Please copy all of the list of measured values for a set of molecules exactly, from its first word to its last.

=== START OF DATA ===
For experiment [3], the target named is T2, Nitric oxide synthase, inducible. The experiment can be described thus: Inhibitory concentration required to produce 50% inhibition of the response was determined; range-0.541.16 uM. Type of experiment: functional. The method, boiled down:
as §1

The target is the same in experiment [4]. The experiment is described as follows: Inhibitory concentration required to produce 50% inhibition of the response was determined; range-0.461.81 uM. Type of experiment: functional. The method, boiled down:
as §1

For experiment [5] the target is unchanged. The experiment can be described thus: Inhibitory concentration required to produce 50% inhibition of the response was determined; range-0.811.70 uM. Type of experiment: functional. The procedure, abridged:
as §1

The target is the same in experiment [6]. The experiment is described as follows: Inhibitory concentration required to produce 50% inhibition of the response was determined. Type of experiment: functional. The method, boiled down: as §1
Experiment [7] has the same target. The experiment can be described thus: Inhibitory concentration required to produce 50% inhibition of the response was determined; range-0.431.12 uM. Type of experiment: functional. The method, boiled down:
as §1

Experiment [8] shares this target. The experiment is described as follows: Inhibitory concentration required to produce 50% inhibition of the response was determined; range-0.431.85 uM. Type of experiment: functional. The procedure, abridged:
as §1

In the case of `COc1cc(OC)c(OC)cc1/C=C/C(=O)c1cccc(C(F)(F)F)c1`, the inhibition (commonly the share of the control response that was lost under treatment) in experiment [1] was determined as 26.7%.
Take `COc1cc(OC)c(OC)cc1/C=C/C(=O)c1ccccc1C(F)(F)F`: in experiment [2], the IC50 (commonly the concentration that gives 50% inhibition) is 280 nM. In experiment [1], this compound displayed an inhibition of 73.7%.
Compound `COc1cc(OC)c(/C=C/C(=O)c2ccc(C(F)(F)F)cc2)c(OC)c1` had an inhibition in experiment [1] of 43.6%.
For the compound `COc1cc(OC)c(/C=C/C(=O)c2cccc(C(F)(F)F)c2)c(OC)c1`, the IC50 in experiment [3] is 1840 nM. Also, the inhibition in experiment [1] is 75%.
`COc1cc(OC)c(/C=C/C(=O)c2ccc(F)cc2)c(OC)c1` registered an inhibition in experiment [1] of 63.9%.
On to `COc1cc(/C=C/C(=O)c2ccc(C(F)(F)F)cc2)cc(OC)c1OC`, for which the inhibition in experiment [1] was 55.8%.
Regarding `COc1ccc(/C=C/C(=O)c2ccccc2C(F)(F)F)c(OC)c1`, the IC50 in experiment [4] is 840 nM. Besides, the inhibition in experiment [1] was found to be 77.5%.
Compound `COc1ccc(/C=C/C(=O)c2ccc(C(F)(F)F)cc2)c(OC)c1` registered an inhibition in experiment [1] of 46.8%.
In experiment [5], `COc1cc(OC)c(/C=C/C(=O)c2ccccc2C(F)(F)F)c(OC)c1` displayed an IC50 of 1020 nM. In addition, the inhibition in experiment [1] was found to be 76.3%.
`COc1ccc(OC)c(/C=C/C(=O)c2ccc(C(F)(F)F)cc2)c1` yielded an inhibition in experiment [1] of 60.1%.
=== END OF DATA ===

For experiment [3], the target named is T2, Nitric oxide synthase, inducible. The experiment can be described thus: Inhibitory concentration required to produce 50% inhibition of the response was determined; range-0.541.16 uM. Type of experiment: functional. The method, boiled down:
as §1

The target is the same in experiment [4]. The experiment is described as follows: Inhibitory concentration required to produce 50% inhibition of the response was determined; range-0.461.81 uM. Type of experiment: functional. The method, boiled down:
as §1

For experiment [5] the target is unchanged. The experiment can be described thus: Inhibitory concentration required to produce 50% inhibition of the response was determined; range-0.811.70 uM. Type of experiment: functional. The procedure, abridged:
as §1

The target is the same in experiment [6]. The experiment is described as follows: Inhibitory concentration required to produce 50% inhibition of the response was determined. Type of experiment: functional. The method, boiled down: as §1
Experiment [7] has the same target. The experiment can be described thus: Inhibitory concentration required to produce 50% inhibition of the response was determined; range-0.431.12 uM. Type of experiment: functional. The method, boiled down:
as §1

Experiment [8] shares this target. The experiment is described as follows: Inhibitory concentration required to produce 50% inhibition of the response was determined; range-0.431.85 uM. Type of experiment: functional. The procedure, abridged:
as §1

In the case of `COc1cc(OC)c(OC)cc1/C=C/C(=O)c1cccc(C(F)(F)F)c1`, the inhibition (commonly the share of the control response that was lost under treatment) in experiment [1] was determined as 26.7%.
Take `COc1cc(OC)c(OC)cc1/C=C/C(=O)c1ccccc1C(F)(F)F`: in experiment [2], the IC50 (commonly the concentration that gives 50% inhibition) is 280 nM. In experiment [1], this compound displayed an inhibition of 73.7%.
Compound `COc1cc(OC)c(/C=C/C(=O)c2ccc(C(F)(F)F)cc2)c(OC)c1` had an inhibition in experiment [1] of 43.6%.
For the compound `COc1cc(OC)c(/C=C/C(=O)c2cccc(C(F)(F)F)c2)c(OC)c1`, the IC50 in experiment [3] is 1840 nM. Also, the inhibition in experiment [1] is 75%.
`COc1cc(OC)c(/C=C/C(=O)c2ccc(F)cc2)c(OC)c1` registered an inhibition in experiment [1] of 63.9%.
On to `COc1cc(/C=C/C(=O)c2ccc(C(F)(F)F)cc2)cc(OC)c1OC`, for which the inhibition in experiment [1] was 55.8%.
Regarding `COc1ccc(/C=C/C(=O)c2ccccc2C(F)(F)F)c(OC)c1`, the IC50 in experiment [4] is 840 nM. Besides, the inhibition in experiment [1] was found to be 77.5%.
Compound `COc1ccc(/C=C/C(=O)c2ccc(C(F)(F)F)cc2)c(OC)c1` registered an inhibition in experiment [1] of 46.8%.
In experiment [5], `COc1cc(OC)c(/C=C/C(=O)c2ccccc2C(F)(F)F)c(OC)c1` displayed an IC50 of 1020 nM. In addition, the inhibition in experiment [1] was found to be 76.3%.
`COc1ccc(OC)c(/C=C/C(=O)c2ccc(C(F)(F)F)cc2)c1` yielded an inhibition in experiment [1] of 60.1%.